Are College Degrees Becoming Obsolete?

December 5, 2019
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Author: Tyran Saffold Jr

For decades, college degrees were the only way into corporate America. Today, online learning platforms like Udemy and skills certificates offered by Amazon Web Services (AWS) provide an alternative. On Udemy alone, there are over 30 million students and 245 million course enrollments. The courses are taught by more than 50,000 qualified instructors. And with tuition costs rising faster than inflation, those who endeavor to expand their skillset can now pursue a less traditional route.

Through the advent of these online classes and various skills boot camps, could the four-year-degree become less valuable?

Online Classes and Skills Boot Camps Could Replace Traditional Degrees

Not Keeping Pace

Pew Research found in the “State of American Workforce” survey that 33 percent of employer respondents expressed no confidence that current training and education programs were evolving quickly enough to match the skill demands needed by 2026.

Most sources point to educational programs as the reason behind the skills gap. However, pointing the finger will not solve the problem. Sifting through pools of college graduates can be disheartening if none of them possess the skill needed to perform certain job duties. This skills gap has led Human Resource departments to begin examining new ways to find talent.

Diamond in the Rough

“We are now in the transitional stage of employers gradually reducing their prejudice in the hiring of those (with degrees), and moving in favor of (those) who, in the workplace, demonstrate greater proactiveness, initiative, discipline and collaboration—because they studied online,” said Fredric Litto, professor emeritus of communications from the University of Sao Paulo.

“It shouldn’t matter how you picked up your skills, just that you did,” said David Blake, cofounder of the learning platform Degreed. Today, companies like Google, IBM and Costco have lowered or even removed degree requirements from job postings. As businesses compete heavily to locate and retain talent in their markets, there may be an answer in non-traditional education.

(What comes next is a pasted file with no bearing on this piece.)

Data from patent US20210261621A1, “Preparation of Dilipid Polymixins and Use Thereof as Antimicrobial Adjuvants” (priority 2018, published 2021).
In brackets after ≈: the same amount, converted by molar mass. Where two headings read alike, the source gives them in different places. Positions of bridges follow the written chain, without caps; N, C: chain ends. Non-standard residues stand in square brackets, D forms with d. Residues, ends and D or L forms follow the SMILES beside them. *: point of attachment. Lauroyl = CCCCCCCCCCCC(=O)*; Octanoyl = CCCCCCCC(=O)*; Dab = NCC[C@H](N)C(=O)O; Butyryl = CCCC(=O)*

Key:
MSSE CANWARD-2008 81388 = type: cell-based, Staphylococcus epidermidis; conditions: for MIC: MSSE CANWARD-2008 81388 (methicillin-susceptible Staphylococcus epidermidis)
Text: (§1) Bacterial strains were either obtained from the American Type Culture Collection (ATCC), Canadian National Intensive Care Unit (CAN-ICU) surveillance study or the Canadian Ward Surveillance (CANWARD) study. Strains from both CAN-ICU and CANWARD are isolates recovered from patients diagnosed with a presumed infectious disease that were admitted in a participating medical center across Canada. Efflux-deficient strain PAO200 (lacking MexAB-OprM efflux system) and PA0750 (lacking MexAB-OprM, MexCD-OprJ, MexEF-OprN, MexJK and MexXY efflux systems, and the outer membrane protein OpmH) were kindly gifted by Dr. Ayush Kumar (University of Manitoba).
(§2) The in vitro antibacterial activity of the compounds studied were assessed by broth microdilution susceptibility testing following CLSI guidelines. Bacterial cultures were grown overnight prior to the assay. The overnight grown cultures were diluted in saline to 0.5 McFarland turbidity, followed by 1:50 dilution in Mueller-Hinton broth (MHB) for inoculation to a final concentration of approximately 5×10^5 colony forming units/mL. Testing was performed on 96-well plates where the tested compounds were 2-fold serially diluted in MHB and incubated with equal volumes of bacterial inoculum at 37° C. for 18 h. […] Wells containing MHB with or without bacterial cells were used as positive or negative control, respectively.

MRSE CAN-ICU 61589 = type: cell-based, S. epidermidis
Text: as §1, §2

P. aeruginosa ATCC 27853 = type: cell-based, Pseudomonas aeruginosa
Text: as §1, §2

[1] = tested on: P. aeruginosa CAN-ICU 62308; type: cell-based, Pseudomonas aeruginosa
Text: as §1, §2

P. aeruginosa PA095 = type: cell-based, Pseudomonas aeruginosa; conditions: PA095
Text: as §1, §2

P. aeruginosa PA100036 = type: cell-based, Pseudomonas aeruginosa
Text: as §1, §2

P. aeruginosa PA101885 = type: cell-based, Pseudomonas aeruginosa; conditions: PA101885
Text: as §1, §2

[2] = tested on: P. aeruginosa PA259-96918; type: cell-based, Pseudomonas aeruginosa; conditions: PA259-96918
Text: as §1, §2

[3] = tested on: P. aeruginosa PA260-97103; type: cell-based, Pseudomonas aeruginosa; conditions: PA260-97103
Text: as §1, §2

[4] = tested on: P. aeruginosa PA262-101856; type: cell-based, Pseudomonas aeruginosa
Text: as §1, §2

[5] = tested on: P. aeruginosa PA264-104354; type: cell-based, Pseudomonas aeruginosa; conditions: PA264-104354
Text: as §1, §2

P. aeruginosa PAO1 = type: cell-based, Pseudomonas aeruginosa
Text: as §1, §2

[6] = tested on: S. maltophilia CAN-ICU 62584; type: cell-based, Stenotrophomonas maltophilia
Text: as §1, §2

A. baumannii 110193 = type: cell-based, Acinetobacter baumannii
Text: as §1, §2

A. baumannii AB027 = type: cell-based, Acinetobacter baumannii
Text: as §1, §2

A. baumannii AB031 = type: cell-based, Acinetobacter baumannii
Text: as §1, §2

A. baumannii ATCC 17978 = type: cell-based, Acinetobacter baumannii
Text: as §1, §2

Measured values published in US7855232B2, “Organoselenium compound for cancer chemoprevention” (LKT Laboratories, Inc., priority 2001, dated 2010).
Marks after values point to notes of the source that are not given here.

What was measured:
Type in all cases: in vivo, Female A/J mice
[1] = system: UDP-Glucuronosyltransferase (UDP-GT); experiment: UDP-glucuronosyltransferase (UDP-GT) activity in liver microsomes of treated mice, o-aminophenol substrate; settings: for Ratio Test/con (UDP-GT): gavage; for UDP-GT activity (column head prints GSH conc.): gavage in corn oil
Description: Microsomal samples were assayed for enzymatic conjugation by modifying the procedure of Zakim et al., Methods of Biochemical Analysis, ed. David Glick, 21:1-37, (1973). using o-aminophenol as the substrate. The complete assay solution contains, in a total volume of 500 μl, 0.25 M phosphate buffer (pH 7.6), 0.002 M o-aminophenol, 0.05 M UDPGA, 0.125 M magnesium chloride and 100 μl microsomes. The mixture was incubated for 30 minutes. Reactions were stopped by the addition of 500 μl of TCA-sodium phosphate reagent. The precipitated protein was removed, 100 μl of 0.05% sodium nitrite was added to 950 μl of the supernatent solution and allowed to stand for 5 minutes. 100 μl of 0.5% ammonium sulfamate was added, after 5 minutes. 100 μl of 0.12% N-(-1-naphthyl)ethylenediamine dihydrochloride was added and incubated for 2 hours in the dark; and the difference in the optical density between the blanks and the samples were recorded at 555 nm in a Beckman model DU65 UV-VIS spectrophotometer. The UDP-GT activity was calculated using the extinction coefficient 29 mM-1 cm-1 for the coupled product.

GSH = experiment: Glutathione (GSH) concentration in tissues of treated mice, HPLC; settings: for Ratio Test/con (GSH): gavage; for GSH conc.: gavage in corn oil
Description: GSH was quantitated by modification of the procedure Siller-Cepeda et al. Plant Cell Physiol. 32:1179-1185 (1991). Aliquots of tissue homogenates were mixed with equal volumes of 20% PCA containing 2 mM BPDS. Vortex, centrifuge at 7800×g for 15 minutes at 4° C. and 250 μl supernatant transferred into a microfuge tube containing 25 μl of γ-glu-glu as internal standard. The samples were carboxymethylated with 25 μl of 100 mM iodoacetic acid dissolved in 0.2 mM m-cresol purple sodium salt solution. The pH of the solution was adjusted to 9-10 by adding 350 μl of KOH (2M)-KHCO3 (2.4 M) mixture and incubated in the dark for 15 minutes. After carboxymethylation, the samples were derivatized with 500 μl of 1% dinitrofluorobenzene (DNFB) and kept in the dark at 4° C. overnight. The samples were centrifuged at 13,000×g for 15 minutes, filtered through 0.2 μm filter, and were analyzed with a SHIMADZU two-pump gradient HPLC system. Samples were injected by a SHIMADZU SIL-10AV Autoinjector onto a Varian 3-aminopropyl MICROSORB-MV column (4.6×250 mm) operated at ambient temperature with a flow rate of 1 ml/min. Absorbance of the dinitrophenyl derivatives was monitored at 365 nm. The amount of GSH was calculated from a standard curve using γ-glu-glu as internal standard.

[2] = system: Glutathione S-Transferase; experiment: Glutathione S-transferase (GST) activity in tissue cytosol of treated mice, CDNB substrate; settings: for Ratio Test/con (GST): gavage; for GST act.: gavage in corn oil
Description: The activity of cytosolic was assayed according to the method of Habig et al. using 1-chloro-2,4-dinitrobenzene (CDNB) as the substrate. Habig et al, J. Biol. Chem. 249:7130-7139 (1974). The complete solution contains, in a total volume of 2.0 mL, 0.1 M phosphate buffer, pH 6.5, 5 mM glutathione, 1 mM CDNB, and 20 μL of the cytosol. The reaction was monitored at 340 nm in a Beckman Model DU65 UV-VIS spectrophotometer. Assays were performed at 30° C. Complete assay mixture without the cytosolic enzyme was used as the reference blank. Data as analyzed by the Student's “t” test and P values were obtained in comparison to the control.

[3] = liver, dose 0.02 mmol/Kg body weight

Kenneth, for example, took advantage of non-degree training to advance his skill set. He currently works as a data scientist for a software company in Dallas, TX. According to his manager, he is excelling in his role with no formal coursework in the field. “I got started down a data engineering path because my previous employer offered a Structured Query Language (SQL) training course to those who were interested. I jumped at the opportunity. Once I realized how much I loved data, I made it known to my managers that I wanted to work in that field.”

Kenneth is currently building product infrastructure at a rate that rivals the production of two data engineers. “After my former employer gave me the opportunity, I kept pushing myself. I taught myself outside of work. I had a passion for data. That was coupled with the drive to study different languages and algorithms. I did all that in my free time outside of work.”

Skills-Based Hiring

In a tight labor market, skilled employees are harder to come by. If your current hiring requirements include a four-year degree, you could be at a competitive disadvantage. U.S. Census educational attainment data reports approximately 67 percent of the population does not have a bachelor’s degree. Which means, with certain degree requirements, you could be eliminating two-thirds of your potential employees.

Although Kenneth attained a bachelor’s degree, he works in a field that has nothing to do with his course of study. According to his manager, “He has skills that you can’t teach. He also showed that he could do the work. He outpaced data scientists with master’s degrees, doctorates and other achievements. These guys, on paper, should’ve been able to do the work, but Kenneth did what they couldn’t do. And he did it in less time.”

A commitment to learning with the passion to develop their skills could advance a career path, even more so than a formal education. This could become the new prerequisite for the next generation of employees and may facilitate closing the country’s skills gap and labor shortage.